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Adam Scott didn't mince his words

Adam Scott didn't mince words when sharing his thoughts on the USGA

the Memorial Tournament presented by Nationwide - Round One
Chris Condon

Adam Scott's mostly known for his fluid, seemingly effortless swing and a debonair appearance. While both observations hold true, the Aussie is also one of the more introspective, forthright minds in golf, if not all of sport. When many of the absentees at the Rio Olympics hid behind PR statements, Scott was candid regarding his stance. As other anchor putters raised a fuss about the USGA's ban, Scott downplayed the new rule's effect with perspective. And instead of bowing to calls to dump caddie Stevie Williams after a controversy at Firestone C.C., the 2013 Masters champ squashed the fire with a levelheaded response.

So when Scott shared his opinions on the upcoming U.S. Open with Golfweek's Jeff Babineau, know these comments weren't coming from the hip.

Following his Sunday round at the Memorial, Scott discussed his preparation for Erin Hills, remarks that doubled as a plea to the USGA.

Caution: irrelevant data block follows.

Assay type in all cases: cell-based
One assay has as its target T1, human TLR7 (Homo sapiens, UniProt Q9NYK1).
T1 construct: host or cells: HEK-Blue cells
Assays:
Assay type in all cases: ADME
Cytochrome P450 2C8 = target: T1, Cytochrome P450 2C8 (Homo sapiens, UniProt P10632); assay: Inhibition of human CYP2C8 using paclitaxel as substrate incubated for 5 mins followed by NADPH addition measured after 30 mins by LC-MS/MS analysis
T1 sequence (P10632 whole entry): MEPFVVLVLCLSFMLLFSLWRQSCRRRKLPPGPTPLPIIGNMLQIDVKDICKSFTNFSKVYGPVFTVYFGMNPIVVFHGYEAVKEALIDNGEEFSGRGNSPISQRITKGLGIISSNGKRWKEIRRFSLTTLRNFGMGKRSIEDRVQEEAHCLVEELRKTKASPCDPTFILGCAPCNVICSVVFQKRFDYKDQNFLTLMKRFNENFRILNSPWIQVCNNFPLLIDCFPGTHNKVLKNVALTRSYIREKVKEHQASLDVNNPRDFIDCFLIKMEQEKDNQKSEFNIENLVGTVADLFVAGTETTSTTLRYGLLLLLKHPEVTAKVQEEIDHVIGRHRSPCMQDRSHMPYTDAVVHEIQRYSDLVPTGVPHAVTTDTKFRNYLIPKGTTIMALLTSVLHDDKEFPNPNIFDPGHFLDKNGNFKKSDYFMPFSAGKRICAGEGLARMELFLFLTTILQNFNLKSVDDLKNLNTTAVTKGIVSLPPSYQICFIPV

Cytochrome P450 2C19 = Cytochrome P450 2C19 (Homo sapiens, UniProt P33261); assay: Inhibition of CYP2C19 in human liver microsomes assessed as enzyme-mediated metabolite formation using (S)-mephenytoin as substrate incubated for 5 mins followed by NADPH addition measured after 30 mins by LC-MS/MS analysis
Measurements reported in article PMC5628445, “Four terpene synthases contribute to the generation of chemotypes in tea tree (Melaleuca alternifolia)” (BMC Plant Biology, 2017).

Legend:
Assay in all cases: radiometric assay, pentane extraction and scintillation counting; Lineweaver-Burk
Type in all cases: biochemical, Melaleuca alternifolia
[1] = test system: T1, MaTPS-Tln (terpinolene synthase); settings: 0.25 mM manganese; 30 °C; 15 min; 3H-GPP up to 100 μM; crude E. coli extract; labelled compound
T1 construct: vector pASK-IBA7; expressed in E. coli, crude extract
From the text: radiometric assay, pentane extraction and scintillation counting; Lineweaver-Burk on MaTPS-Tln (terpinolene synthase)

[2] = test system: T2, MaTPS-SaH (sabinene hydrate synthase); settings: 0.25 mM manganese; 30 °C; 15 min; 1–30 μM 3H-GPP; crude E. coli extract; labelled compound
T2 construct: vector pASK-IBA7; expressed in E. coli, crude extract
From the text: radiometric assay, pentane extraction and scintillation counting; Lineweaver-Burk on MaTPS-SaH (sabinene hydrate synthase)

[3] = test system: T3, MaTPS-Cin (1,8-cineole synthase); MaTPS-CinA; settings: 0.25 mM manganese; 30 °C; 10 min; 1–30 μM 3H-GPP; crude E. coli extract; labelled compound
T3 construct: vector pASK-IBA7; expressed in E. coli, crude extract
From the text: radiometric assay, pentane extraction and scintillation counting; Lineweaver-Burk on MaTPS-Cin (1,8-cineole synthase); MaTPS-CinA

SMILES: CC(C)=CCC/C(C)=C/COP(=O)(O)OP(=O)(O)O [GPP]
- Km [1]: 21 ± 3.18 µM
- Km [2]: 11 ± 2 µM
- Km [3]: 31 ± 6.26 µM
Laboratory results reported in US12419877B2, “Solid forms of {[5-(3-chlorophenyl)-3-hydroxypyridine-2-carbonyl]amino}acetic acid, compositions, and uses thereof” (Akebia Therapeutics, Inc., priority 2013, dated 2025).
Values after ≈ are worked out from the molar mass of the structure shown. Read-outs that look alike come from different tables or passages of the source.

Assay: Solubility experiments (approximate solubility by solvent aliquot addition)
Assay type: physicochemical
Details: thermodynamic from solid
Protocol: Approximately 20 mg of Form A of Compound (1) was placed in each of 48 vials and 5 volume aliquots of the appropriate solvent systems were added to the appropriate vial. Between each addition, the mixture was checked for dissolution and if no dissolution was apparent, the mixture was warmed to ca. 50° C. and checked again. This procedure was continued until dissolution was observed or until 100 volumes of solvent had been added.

“Maybe it’s time to do away with the even-par target, just thinking about the bigger picture of the game of golf,” Scott told Babineau in Dublin. “If their major pinnacle event for them requires courses to be the way they are, it doesn’t set a good example for every other bit of golf that they try to promote. Maybe we should get the numbers out of our heads and try a new strategy.”

DUBLIN, OH - JUNE 02: PGA golfer Adam Scott tees off on the 2nd hole during the Memorial Tournament - Second Round on June 02, 2017 at Muirfield Village Golf Club in Dublin, Ohio (Photo by Brian Spurlock/Icon Sportswire via Getty Images)
Icon Sportswire

Though "the integrity of par" is somewhat of an antiquated notion -- only two winners in the past nine events have finished over par -- the sentiment regarding course fairness is certainly real. Coupled with a handful of recent missteps from the USGA, the 36-year-old thinks the pressure is on for the organization to get things right in Wisconsin.

"The ball is in their court; they control it all," Scott said. "Hopefully they get it right this time, just from a playability standpoint. Let’s just have something that’s a challenge and interesting, not just playing brutal [golf].”

But perhaps the most condemning statement came when Scott asked if the criticism was justified.

“I think they’ve really dropped the ball with where the game is at, over the last 20 years especially,” Scott told Babineau. “I know their intent is not to do that. I don’t question their intent at all...I guess their primary role of administering and looking after the game, they’ve kind of dropped the ball in that sense and gotten worried about other things.”

Scott is making an appearance at Erin Hills this week before competing at the FedEx St. Jude Classic. In 15 U.S. Open outings, Scott has just one top-five finish at the event. The U.S. Open begins on June 15.

Coming soon